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The Coors Field Effect On Defensive Metrics

Last week, Rory looked at the effects of Coors Field on offense; This week I'm taking a look at the effects of Coors Field on defense.

Chris Humphreys-USA TODAY Sports

Dexter Fowler is a below average defensive outfielder. At least, that's what the advanced defensive metrics have to say. While playing most of his games in center field for the Rockies, Fowler had a -40.6 UZR and a -24 DRS. last year, he posted much better results, but was still considered slightly below average. However, the Rockies' fans I talked to think that the numbers are slightly off and that Fowler is probably an average to an above average defender in center field. The thinking is that outfielders play farther back in Coors Field than they do in any other park. Which could cause havoc on defensive metrics that use a grid-based evaluation.

Prior to starting my research, I searched for any previous research on the effects Coors Field has on defensive statistics. I cam up with exactly zero studies. Most of research has been done on the pitching and offensive side of the ball. Which means I was essentially left to fend for myself.

Advanced defensive metrics only go as far back as 2003, so right off the bat I'm limited in the amount of data I could collect. Since, the data is limited I decided to look at all outfielders instead of just centerfielders. I found 35 outfielders with at least 100 innings played at Coors Field, which isn't a bad start. Unfortunately, I had to throw 10 out because they had never played outside of Coors Field. And, as I'm sure you sharp readers noticed, a 100 innings is hardly enough innings to make a determination about a players defense so there are issues.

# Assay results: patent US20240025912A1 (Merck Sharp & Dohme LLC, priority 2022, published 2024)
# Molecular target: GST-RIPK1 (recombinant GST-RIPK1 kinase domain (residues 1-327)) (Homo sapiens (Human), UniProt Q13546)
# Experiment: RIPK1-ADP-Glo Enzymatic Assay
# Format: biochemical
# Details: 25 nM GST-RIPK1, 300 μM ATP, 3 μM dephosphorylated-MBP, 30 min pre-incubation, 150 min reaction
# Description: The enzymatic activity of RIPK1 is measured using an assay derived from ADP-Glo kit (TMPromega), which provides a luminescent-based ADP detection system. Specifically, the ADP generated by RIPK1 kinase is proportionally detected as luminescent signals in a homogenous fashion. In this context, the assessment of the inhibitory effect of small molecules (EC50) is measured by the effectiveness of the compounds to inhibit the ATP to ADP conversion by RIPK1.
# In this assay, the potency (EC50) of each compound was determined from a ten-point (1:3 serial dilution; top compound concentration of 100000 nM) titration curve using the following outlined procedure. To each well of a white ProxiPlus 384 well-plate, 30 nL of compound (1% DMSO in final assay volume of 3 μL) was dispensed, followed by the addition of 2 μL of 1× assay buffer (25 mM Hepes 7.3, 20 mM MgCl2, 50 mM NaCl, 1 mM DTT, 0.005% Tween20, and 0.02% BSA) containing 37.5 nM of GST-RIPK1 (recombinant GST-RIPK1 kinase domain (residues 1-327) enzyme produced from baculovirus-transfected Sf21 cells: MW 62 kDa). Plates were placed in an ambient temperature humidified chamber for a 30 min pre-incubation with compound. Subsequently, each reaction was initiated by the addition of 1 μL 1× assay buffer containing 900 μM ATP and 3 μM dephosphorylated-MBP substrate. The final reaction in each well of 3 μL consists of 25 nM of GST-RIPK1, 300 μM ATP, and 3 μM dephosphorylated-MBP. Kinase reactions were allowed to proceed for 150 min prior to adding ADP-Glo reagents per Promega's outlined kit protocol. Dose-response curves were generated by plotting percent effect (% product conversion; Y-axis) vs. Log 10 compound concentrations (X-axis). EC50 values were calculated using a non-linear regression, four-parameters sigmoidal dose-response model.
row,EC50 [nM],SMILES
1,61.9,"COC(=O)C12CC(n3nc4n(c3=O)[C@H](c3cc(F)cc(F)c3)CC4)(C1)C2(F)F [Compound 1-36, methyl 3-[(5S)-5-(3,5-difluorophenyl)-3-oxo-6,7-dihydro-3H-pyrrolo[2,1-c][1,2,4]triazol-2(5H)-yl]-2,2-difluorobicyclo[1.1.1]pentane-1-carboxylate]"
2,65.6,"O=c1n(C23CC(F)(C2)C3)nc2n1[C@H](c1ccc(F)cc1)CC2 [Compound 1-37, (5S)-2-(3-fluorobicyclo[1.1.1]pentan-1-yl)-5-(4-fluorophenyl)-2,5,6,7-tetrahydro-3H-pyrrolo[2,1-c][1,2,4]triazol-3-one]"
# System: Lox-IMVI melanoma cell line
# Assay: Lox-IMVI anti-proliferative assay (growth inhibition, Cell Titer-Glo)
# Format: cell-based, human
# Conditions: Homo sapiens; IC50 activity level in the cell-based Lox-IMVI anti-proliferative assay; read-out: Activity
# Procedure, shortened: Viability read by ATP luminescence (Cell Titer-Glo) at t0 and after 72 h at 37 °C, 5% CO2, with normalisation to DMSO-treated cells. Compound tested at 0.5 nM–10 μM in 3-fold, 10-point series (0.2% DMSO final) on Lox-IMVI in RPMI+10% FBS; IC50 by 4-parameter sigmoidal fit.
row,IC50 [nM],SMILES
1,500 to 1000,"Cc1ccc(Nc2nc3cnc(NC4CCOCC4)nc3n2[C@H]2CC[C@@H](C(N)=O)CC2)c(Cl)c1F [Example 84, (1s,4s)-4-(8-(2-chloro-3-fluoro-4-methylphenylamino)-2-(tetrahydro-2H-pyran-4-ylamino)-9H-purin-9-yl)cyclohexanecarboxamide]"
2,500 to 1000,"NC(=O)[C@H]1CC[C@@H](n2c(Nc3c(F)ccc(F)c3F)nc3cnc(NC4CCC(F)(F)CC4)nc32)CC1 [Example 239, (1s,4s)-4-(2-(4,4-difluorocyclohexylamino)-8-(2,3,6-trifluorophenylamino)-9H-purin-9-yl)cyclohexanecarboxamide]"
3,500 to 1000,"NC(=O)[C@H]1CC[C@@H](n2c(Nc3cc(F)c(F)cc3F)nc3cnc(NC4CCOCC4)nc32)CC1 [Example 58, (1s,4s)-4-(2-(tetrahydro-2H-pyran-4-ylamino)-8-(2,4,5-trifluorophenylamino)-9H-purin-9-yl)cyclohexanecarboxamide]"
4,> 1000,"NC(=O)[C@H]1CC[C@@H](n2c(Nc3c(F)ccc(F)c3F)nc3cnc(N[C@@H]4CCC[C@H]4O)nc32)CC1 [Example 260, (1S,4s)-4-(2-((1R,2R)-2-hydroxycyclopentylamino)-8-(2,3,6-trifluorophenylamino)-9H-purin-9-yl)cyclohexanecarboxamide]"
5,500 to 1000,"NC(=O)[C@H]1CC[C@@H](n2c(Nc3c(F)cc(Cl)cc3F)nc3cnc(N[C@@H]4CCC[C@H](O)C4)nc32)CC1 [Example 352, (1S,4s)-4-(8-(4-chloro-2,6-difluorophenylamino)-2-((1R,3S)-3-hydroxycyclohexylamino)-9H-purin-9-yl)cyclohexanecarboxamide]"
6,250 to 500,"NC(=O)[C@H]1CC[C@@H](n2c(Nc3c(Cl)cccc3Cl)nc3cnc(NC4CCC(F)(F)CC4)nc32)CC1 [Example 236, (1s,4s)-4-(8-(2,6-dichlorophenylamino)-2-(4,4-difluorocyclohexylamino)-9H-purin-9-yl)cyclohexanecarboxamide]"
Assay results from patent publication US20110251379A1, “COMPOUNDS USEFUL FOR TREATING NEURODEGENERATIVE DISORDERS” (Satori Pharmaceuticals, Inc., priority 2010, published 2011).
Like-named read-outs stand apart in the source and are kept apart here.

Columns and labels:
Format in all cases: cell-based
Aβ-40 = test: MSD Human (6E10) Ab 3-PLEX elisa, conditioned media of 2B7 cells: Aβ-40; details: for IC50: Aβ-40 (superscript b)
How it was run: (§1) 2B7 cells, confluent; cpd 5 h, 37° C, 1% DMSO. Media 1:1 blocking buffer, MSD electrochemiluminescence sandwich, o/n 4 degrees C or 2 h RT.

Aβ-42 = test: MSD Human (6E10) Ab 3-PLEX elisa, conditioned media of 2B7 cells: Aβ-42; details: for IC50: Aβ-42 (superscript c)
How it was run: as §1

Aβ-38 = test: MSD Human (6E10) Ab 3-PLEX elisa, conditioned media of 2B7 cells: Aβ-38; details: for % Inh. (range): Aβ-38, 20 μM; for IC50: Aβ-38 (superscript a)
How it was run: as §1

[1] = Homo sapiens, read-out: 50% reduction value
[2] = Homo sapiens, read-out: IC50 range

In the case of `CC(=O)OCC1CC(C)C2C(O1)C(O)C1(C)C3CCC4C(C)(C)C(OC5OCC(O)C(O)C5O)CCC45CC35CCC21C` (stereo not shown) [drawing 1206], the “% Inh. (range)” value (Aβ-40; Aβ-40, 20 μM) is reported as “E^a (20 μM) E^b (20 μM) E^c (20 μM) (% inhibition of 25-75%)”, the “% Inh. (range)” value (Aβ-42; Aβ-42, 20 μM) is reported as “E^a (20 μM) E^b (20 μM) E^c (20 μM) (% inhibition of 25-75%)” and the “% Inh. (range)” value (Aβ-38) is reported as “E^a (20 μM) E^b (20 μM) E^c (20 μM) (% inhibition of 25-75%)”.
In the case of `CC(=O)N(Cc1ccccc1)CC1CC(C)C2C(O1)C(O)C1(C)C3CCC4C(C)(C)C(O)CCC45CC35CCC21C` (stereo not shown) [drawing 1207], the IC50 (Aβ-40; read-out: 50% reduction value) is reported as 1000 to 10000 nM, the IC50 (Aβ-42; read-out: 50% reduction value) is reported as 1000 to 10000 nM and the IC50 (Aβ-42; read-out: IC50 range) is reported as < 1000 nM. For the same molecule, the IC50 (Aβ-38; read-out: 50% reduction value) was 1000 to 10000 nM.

Sample size isn't the only issue. There's also age, ball park factors, the fact that other parks can't be parsed out of a players statistics, when they played for the Rockies (going to Coors Field or coming from), position in the outfield and all the usual factors that make defensive metrics shaky in the first place. Which is probably why no one has studied defensive metric differences between Coors Field and other ball parks.

For the players and sample sizes I did have, I collected UZR, DRS and Tango Tigers fan statistic. Since, Rockies fan perception seems to be different about the defensive aptitude of it's players I decided to include the fan scouting statistic, which should represent fan perception of those players. Tango Tiger has only been doing the fan scouting reports for only a few years so again issues with sample size are present.